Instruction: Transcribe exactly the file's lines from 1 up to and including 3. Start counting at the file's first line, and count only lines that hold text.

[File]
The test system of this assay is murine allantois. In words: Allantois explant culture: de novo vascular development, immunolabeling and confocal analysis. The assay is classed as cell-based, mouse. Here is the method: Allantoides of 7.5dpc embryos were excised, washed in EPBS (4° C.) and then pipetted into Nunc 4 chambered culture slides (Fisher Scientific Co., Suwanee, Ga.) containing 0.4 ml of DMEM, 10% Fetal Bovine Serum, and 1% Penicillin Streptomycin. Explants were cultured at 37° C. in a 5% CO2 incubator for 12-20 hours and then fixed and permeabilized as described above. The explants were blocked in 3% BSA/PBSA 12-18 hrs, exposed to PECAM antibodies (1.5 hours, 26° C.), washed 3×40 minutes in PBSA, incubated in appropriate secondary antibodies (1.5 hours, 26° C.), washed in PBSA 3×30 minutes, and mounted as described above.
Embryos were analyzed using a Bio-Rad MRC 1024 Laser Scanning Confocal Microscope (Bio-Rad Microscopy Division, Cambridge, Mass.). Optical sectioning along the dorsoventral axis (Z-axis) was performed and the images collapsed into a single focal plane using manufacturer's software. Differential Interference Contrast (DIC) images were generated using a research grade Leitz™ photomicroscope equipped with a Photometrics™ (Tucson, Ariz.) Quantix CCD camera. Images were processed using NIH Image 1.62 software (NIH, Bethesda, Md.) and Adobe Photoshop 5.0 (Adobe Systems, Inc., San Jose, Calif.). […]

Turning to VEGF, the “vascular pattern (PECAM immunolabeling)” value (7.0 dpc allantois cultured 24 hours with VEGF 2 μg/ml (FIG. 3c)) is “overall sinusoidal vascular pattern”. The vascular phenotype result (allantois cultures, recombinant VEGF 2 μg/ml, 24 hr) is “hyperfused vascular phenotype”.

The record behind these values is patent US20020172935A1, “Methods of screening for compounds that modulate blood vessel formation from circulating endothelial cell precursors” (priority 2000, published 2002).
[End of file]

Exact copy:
The test system of this assay is murine allantois. In words: Allantois explant culture: de novo vascular development, immunolabeling and confocal analysis. The assay is classed as cell-based, mouse. Here is the method: Allantoides of 7.5dpc embryos were excised, washed in EPBS (4° C.) and then pipetted into Nunc 4 chambered culture slides (Fisher Scientific Co., Suwanee, Ga.) containing 0.4 ml of DMEM, 10% Fetal Bovine Serum, and 1% Penicillin Streptomycin. Explants were cultured at 37° C. in a 5% CO2 incubator for 12-20 hours and then fixed and permeabilized as described above. The explants were blocked in 3% BSA/PBSA 12-18 hrs, exposed to PECAM antibodies (1.5 hours, 26° C.), washed 3×40 minutes in PBSA, incubated in appropriate secondary antibodies (1.5 hours, 26° C.), washed in PBSA 3×30 minutes, and mounted as described above.
Embryos were analyzed using a Bio-Rad MRC 1024 Laser Scanning Confocal Microscope (Bio-Rad Microscopy Division, Cambridge, Mass.). Optical sectioning along the dorsoventral axis (Z-axis) was performed and the images collapsed into a single focal plane using manufacturer's software. Differential Interference Contrast (DIC) images were generated using a research grade Leitz™ photomicroscope equipped with a Photometrics™ (Tucson, Ariz.) Quantix CCD camera. Images were processed using NIH Image 1.62 software (NIH, Bethesda, Md.) and Adobe Photoshop 5.0 (Adobe Systems, Inc., San Jose, Calif.). […]

Turning to VEGF, the “vascular pattern (PECAM immunolabeling)” value (7.0 dpc allantois cultured 24 hours with VEGF 2 μg/ml (FIG. 3c)) is “overall sinusoidal vascular pattern”. The vascular phenotype result (allantois cultures, recombinant VEGF 2 μg/ml, 24 hr) is “hyperfused vascular phenotype”.